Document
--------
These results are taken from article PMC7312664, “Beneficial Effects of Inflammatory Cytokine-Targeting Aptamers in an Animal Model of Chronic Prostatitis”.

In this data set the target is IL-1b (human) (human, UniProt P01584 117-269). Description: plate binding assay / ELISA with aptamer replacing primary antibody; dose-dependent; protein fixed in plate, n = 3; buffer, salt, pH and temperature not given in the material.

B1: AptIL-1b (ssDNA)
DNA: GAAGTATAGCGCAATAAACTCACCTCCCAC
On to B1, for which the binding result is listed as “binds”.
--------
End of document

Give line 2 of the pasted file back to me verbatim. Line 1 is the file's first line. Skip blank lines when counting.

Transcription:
In this data set the target is IL-1b (human) (human, UniProt P01584 117-269). Description: plate binding assay / ELISA with aptamer replacing primary antibody; dose-dependent; protein fixed in plate, n = 3; buffer, salt, pH and temperature not given in the material.